Food & Drink

Review: J.T. Meleck Louisiana Rice Whiskey

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JT Meleck Louisiana Rice Whiskey

Bourbon has lengthy outlined the American whiskey enterprise, although rye and single malts are fast-growing classes many drinkers are maintaining shut tabs on. However we could also be witnessing the genesis of a more recent homegrown spirit: American rice whiskey. With only a handful of producers, it’s a class whiskey drinkers can discover in a single sitting, with the chance to attempt a few of the first-ever expressions to hit the mass market.

In the present day we’re reviewing J.T. Meleck Louisiana Rice Whiskey, a 100% rice distillate aged in charred oak barrels. (Sound acquainted?) Whereas rice whiskey is commonplace in international locations like Japan, producing it America (and within the fashion of American whiskey) is a comparatively novel idea.

Although the spirit is new, at the very least one producer has fairly the historical past behind it. Louisiana-based J.T. Meleck Distillers was based by fourth-generation rice farmer Mike Frugé, whose nice, nice uncle John started rising rice on a 20 acre plot in 1896. In the present day, Frugé and his household nonetheless develop rice (and crawfish) on the land, albeit with a much-expanded farm.

Frugé says the choice to show a few of their crop to spirits is just like what American farmers have been doing for hundreds of years: changing grain to one thing with better financial potential. “We didn’t begin this simply as a pastime to be one thing cool that we did on the facet in our yard,” Frugé instructed Drinkhacker. “We have been searching for a means so as to add worth to our rice crop.”

Like many upstart craft distilleries, J.T. Meleck’s first spirit was a rice vodka, which we reviewed in 2021. Now, their first wide-release whiskey is available on the market with a four-year age assertion. It’s a very grain-to-glass product: the rice is grown, distilled, barreled, and aged in Southern Louisiana, a local weather the makers hope contributes to a novel growing old atmosphere.

In keeping with Frugé, the distillery is holding again about 30 % of their growing old inventory to see how further age — 6, 8, and even 10 years — impacts the spirit, so we could also be seeing considerably older American rice whiskey sooner or later.

The bottle tasted is from Batch 222. J.T. Meleck Louisiana Rice Whiskey carries a four-year age assertion, is bottled at 96 proof, and retails for $47 for a 750ml bottle. Let’s dive in.

On the nostril, there’s a wealthy and constant sweetness from the very starting. Regardless of the whiskey’s comparatively darkish shade, there’s virtually no perceptible oak scent; that barrel affect should come on the palate. Nosing once more provides candy caramel, praline, and just a bit baking spice, all backed with a perceptible word of ethanol (however not in a completely disagreeable means). I additionally get a pleasant little bit of caramel corn, sufficient in order that I needed to remind myself that is from 100% rice distillate. There are a selection of refined layers right here, and this actually doesn’t odor like several 4 yr previous bourbons or ryes I’ve tried lately.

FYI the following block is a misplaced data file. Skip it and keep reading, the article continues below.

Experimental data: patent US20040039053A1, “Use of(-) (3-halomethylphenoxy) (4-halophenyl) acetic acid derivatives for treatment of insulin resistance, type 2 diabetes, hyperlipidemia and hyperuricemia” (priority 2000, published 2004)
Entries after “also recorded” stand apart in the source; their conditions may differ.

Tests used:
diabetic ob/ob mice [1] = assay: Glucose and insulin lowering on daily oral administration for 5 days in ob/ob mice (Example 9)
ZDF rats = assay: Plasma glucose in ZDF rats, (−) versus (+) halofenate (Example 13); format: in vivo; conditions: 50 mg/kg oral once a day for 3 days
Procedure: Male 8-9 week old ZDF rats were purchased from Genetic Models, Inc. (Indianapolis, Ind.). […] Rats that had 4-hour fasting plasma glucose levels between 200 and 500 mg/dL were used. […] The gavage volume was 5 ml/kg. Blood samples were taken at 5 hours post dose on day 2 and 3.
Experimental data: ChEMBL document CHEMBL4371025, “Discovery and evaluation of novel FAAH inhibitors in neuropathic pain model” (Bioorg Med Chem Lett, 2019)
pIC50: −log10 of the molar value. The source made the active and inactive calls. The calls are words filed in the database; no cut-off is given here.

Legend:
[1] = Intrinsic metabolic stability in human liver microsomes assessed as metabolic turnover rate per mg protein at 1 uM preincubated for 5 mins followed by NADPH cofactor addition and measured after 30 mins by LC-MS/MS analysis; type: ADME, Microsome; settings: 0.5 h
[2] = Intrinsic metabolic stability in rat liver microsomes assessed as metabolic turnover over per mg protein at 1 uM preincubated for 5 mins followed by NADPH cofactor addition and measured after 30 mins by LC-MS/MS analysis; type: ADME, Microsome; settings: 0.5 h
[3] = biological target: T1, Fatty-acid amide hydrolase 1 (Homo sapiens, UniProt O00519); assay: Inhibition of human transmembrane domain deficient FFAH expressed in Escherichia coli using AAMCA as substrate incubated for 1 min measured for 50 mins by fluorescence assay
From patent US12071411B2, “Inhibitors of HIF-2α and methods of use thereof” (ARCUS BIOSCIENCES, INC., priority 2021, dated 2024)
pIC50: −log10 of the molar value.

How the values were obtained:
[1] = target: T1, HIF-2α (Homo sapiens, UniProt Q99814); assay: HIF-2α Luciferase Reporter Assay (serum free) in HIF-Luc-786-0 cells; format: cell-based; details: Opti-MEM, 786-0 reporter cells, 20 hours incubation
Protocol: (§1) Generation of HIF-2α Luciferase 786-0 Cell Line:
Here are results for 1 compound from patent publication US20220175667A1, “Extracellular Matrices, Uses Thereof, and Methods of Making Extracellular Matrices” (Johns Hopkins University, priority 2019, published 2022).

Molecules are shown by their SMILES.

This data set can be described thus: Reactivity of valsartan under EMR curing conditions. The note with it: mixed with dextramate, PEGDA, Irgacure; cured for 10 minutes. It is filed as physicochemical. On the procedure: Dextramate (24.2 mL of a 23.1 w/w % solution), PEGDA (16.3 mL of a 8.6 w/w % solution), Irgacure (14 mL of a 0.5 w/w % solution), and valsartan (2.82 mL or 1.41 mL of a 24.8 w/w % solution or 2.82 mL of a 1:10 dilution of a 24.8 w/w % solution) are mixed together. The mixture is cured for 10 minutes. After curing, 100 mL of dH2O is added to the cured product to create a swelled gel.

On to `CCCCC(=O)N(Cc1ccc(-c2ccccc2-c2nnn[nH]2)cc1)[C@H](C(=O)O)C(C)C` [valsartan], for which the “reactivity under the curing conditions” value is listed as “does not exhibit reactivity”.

The primary sip brings a reasonably skinny mouthfeel that coats the palate shortly in a subdued sweetness; there’s that caramel and praline. Once more, I don’t get a lot oak in any respect, although I’m curious if the forthcoming older expressions may have extra pronounced wooden notes. At 4 years, the rice distillate clearly doesn’t carry it the identical means as corn or rye. Subsequent sips convey extra candy notes: brown sugar, maybe slightly rice pudding with cinnamon. The style of cocoa powder is current, but it surely’s not a wealthy chocolate. After which there’s the slightest little bit of fruitiness right here that strikes again to the entrance of the tongue.

The end is longer than that preliminary mouthfeel suggests. It’s warming with cinnamon notes, and it feels such as you simply completed a little bit of that very same rice pudding, or perhaps a heat vacation eggnog with floor nutmeg on high. It’s creamy with a sweetened dairy high quality that I don’t get till the very finish, but it surely sticks with you properly.

J.T. Meleck’s four-year rice whiskey is a nice head scratcher. With out context, some bourbon or rye drinkers may be let down by a perceived lack of complexity. And also you actually aren’t getting that large, daring spice that constructed the repute of American bourbon and rye.

However this isn’t a bourbon, rye, or single malt, and evaluating it to these — at the very least straight — can be a disservice. It is a new(ish) and rising class of American whiskey, and J.T. Meleck has produced an enchanting and really drinkable spirit in its personal proper. I’ve been working my means by it and discovering new, refined flavors virtually each time. I doubt my bottle will final for much longer.

For a really cheap $47 — virtually a cut price amongst craft distillers lately — this can be a whiskey that’s virtually begging you to offer it a shot. I’d suggest doing so.

96 proof.

A- / $47 /

J.T. Meleck Louisiana Rice Whiskey




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